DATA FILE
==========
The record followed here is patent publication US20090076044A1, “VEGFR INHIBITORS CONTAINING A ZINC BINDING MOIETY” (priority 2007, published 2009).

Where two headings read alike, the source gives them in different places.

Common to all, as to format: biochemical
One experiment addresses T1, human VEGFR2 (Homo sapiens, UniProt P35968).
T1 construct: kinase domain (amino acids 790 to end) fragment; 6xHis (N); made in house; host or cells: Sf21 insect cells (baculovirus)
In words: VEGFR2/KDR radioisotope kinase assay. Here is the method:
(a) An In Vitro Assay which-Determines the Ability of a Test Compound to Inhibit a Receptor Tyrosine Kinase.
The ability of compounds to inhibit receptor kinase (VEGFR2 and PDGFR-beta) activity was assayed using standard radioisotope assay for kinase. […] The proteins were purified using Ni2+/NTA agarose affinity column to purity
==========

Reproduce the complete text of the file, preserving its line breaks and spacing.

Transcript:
The record followed here is patent publication US20090076044A1, “VEGFR INHIBITORS CONTAINING A ZINC BINDING MOIETY” (priority 2007, published 2009).

Where two headings read alike, the source gives them in different places.

Common to all, as to format: biochemical
One experiment addresses T1, human VEGFR2 (Homo sapiens, UniProt P35968).
T1 construct: kinase domain (amino acids 790 to end) fragment; 6xHis (N); made in house; host or cells: Sf21 insect cells (baculovirus)
In words: VEGFR2/KDR radioisotope kinase assay. Here is the method:
(a) An In Vitro Assay which-Determines the Ability of a Test Compound to Inhibit a Receptor Tyrosine Kinase.
The ability of compounds to inhibit receptor kinase (VEGFR2 and PDGFR-beta) activity was assayed using standard radioisotope assay for kinase. […] The proteins were purified using Ni2+/NTA agarose affinity column to purity